When you think of great singers whose lives and careers were cut short when they were on the wrong end of a gun, Sam Cooke is the first name that comes to mind. But there was another great soul singer who lost his life when he was gunned down, and that was Darrell Banks.

He was born in Ohio, but grew up he grew up in Buffalo, New York, singing in church before beginning a career in secular music. One of the Buffalo joints Banks sang in early on was called the Revilot Lounge. He hooked up with a producer named Lebron Taylor whose company was called Solid Hitbound Productions, and Taylor decided to use the name of Banks’ favorite club, the Revilot, as the name of the label which would release the first Banks single.

“Open the Door to Your Heart” was written by Donnie Elbert specifically for his friend Darrell Banks. Elbert was on the road when Taylor recorded the song, which wouldn’t have been a problem except that when the record came out, Banks was credited as a songwriter, the only songwriter. Naturally, Elbert wasn’t too pleased.

A legal battle ensued, which Elbert eventually won, although he remained bitter about the fact that Banks, who wasn’t a songwriter and did very little to improve the record, was the co-owner of a soul classic. While the original single only carries Banks’ name as a songwriter, subsequent releases list Banks and Elbert. Meanwhile, the single shot up the charts, reaching #2 on the R&B chart, and #27 on the Pop chart in 1966.

The follow-up single, “Somebody (Somewhere) Needs You,” did respectable business, reaching #34 R&B and #55 Pop. It was a Motown song, written by Marc Gordon and Frank Wilson, but it was never recorded by a Motown artist. It was Ike and Tina Turner who recorded the original version of the song for Loma Records. But Banks’ version was successful enough to get him regular work on what was then called the “chitlin circuit.”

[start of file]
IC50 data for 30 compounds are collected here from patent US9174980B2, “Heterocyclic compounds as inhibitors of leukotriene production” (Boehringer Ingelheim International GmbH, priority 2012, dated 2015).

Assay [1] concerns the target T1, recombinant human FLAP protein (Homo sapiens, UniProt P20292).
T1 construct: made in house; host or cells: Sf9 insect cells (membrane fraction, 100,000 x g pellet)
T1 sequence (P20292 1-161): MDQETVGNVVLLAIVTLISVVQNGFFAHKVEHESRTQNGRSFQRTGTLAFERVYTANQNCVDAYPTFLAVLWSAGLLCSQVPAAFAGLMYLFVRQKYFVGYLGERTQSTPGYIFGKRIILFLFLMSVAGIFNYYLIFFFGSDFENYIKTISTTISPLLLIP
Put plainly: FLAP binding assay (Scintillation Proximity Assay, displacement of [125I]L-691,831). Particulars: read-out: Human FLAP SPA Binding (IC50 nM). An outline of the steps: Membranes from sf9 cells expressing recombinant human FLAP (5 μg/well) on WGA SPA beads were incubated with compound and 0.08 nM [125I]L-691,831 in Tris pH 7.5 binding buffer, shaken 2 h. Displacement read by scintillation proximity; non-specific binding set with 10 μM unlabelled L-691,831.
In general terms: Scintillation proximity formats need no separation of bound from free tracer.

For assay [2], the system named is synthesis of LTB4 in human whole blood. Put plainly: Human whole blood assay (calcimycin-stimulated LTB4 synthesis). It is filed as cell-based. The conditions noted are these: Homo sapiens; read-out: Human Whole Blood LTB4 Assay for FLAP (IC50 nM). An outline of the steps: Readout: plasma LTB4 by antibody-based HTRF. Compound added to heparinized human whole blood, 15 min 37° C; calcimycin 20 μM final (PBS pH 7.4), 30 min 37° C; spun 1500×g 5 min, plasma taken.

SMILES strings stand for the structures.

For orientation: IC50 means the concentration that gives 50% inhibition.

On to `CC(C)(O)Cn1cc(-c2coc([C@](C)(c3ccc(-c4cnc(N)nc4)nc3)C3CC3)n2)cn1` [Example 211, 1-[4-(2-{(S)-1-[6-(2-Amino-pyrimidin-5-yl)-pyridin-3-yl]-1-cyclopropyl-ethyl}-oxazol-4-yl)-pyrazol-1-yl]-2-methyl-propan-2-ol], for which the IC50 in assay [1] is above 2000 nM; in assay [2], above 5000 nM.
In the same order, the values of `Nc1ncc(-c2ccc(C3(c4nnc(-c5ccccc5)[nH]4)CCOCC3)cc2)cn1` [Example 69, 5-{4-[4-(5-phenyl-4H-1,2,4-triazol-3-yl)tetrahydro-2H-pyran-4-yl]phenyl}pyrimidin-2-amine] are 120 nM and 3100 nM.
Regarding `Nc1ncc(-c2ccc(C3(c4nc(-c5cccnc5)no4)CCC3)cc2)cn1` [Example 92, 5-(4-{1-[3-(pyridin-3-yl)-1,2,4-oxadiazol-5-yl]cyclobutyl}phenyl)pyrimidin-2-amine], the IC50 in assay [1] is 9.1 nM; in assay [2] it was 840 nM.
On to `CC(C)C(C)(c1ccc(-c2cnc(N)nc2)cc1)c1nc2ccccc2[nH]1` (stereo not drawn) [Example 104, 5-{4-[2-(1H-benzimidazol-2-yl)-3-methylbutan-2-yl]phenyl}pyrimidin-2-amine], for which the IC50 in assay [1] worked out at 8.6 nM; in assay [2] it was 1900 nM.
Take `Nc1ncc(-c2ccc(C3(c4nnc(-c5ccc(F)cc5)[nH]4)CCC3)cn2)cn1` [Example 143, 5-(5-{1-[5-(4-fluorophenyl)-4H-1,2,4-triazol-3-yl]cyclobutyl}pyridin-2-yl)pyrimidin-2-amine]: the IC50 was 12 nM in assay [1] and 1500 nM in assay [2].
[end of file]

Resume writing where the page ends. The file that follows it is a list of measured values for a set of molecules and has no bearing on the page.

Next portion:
At that point, Banks’ Revilot moved to the more prominent Atco Records. Two 1967 singles for the Atlantic imprint, “Here Come the Tears, and “Angel Baby (Don’t Ever Leave Me),” failed to find any chart success. Atco, in turn, moved Banks over to another Atlantic subsidiary, Cotillion Records. Banks recorded one more single for the label, “I Wanna Go Home,” and then departed for Memphis, and Stax Records.

In 1969, Banks released two singles for Stax’s Volt imprint. Neither “I’m the Only One Who Loves,” or “Beautiful Feeling” set the charts alight, although they did sell reasonably well.

Sadly, Darrell Banks didn’t live long enough to live up to his full potential. In March 1970, he was shot to death in Detroit by an off-duty cop who was seeing Banks’ girlfriend behind his back. When Banks discovered the betrayal, he pulled a gun. The cop responded with deadly force, limiting Banks’ career to just four years, during which he released seven singles and two albums.

By 2014, what was thought to be the only extant copy of the original recording of “Open the Door to Your Heart” was drawing bids of thousands of pounds in a U.K. auction. Not only had Banks become a hero in England’s Northern Soul scene, it was widely acknowledged that when EMI won the rights to distribute the single, they had destroyed all of the original copies of the single, all but one. Eventually, the record sold for the equivalent of $23,000 American.

Soul aficionados acknowledge Darrell Banks as one of the greatest singers the genre has ever known. Unfortunately what we’ll never know is how great he could have become.

About the Author

Ken Shane

Ken Shane lives in Narragansett, R.I. He is a freelance writer and far and away the oldest Popdose writer. In fact, he may be the oldest writer, period. He wants you to know that he generally does not share his colleagues' love for the music of the '80s, and he does not forgive them for loving it. (Ken passed away in November 2022. R.I.P. —Ed.)

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